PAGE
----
Tuesday, June 12, 2012

Boyer-Moore algorithm

This is an efficient algorithm for string search. On wikipedia, I found it difficult to understand. But then, I finally learnt it. What I found is that a good way of learning is to see how does different cases work - learn by example. So, I decided to have a blog where I present examples followed by algo/code. Note that I am assuming here that the string from which strings search is performed to be made has ASCII characters only. This is just to make the algorithm simpler and easier to understand.
Let me first give an insight in layman terms, on how this algorithm works:
The string is searched starting from the end towards the beginning.
Before start searching there is a preprocessing done on the string to be searched (S). There is a small table created (I call it jump table). As the name suggests, the table is used for jumping to a new location in the Original string (T) in case the string is not matched at the current location.
Let's assume S: LAP
And T: THIS IS A LAPTOP
To create the jump table, we will give each character in S as the position value:
LAP
210


i.e., L is given 2, A as 1 and P as 0.
The algorithm starts comparing from ^ and moves towards left as shown below:
T: THIS IS A LAPTOP
S: LAP
 <-- ^


In this case, the match is found at I in string T. 
Now since I is not in the jump table, string S starting location becomes 'S', i.e., at the next location to last mismatched location.

T: THIS IS A LAPTOP
S:    LAP
   <--  ^
In this iteration also, the same follows, so the next iteration point is:
T: THIS IS A LAPTOP
S:       LAP
      <--  ^
And the next iteration follows the same:
T: THIS IS A LAPTOP
S:          LAP
         <--  ^
Now, in this iteration, the mismatch character in T is 'A', which is in the jump table - has a value 1. This means that the jump for the next iteration is 1 character. Hence the next iteration looks like.

T: THIS IS A LAPTOP
S:           LAP
          <--  ^

For this iteration, the match is found, hence the algorithm terminates.
If there is no mismatch, the algorithm terminates when the string T ends.
I hope, I am able to clearly state the algorithm using the above example.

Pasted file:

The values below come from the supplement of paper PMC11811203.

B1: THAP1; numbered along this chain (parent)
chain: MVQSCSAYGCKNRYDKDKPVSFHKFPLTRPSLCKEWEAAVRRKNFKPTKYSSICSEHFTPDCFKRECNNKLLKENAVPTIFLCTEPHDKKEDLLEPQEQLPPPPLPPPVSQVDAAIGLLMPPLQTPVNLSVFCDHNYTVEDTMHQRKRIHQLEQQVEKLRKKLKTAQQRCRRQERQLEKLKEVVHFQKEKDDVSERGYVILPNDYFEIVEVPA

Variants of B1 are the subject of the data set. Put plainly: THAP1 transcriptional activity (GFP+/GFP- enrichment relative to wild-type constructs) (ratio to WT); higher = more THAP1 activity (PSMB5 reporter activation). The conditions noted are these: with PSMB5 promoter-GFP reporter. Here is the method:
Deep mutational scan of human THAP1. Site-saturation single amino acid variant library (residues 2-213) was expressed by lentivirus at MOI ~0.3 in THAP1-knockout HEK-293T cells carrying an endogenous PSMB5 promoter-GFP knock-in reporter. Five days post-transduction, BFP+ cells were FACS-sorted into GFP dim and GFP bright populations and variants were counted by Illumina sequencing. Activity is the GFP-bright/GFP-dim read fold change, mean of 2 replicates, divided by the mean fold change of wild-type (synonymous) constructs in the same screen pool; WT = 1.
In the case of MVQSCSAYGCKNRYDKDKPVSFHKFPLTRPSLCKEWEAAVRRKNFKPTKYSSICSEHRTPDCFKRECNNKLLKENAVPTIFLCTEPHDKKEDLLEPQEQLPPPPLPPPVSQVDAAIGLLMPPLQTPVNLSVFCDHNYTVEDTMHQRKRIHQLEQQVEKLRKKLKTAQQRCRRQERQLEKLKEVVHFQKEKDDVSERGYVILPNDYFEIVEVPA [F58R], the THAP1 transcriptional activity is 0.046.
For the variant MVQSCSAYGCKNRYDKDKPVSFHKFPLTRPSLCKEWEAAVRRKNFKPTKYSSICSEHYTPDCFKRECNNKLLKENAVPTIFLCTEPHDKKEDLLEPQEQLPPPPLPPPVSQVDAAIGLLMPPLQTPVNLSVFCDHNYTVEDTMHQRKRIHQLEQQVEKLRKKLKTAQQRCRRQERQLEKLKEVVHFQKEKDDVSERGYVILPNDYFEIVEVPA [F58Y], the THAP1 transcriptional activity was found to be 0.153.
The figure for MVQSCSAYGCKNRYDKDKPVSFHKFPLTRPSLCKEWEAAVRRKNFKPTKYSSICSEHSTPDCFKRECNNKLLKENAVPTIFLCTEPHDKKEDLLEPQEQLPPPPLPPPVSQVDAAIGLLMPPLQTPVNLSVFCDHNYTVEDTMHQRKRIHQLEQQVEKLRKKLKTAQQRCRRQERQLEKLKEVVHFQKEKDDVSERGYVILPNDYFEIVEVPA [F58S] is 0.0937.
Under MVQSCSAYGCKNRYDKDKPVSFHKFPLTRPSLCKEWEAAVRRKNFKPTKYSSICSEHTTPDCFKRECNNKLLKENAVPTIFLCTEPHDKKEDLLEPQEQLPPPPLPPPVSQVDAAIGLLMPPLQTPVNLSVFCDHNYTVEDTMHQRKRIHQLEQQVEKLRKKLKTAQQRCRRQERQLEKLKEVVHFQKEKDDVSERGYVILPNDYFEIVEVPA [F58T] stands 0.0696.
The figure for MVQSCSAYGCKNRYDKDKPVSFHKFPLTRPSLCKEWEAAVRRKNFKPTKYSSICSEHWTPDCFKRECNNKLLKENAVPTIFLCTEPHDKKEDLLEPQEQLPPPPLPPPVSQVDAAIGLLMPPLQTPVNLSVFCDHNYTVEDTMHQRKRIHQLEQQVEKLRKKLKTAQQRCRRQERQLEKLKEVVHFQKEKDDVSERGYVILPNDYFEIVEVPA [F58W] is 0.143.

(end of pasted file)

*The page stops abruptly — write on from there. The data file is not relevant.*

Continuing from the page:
I have tried to capture the same in the C/C++ code as follows. Note that for the jump table I have used an array of 256 entries, one for each ASCII character. This can be replaced with different implementations, but the idea remains the same.
Now the code:

// The algorithm here is boyer-moore's string matching algorithm
#include <iostream>
#include <cstring>
#define MAX 256
using namespace std;


// Assuming that the array has been initialized to appropriated values
void PreprocessString(char *str, int size, int *arr, int sarr)
{
if (str == NULL)
{
cout << "String passed is null" << endl;
return;
}

if (size <= 0)
{
cout << "String can't be processed as its size is zero or negative" << endl;
return;
}

if (arr == NULL)
{
cout << "Int array is NULL" << endl;
return;
}

if (sarr <= 0)
{
cout << "Array size is zero or negative" << endl;
return;
}

for (int i = 0; i < size; i++)
if (arr[str[i]] == -1)
arr[str[i]] = size - i - 1;

return;
}

int BoyerMoore(char *T, char *S, int lt, int ls)
{
if (T == NULL)
{
cout << "String to be searched is NULL" << endl;
return -1;
}
if (S == NULL)
{
cout << "Pattern string is NULL" << endl;
return -1;
}

if (lt <= 0)
{
cout << "Actual string can't be processed as its size is zero or negative" << endl;
return -1;
}
if (ls <= 0)
{
cout << "Pattern string can't be processed as its size is zero or negative" << endl;
return -1;
}

// Initialize the array assuming the ascii characters in the array
int arr[MAX];

for (int i = 0; i < MAX; i++)
{
arr[i] = -1;
}

PreprocessString(S, ls, arr, MAX);

// This will tell how much to jump for next iteration
int jump = 0;

for(int counter = 0; counter <= lt - 1;)
{
// Now perform the backward search
int j;
for (j = ls - 1; j >= 0; j--)
{
if (S[j] != T[counter + j])
break;
}

// if j < 0, we have a match at counter location
if (j < 0) return counter;

// Else we need to adjust jump
if (arr[T[counter + j]] != -1)
jump = arr[T[counter + j]];
else
jump = j == 0 ? 1 : j;

counter += jump;
}

return -1;
}


I appreciate any feedback!

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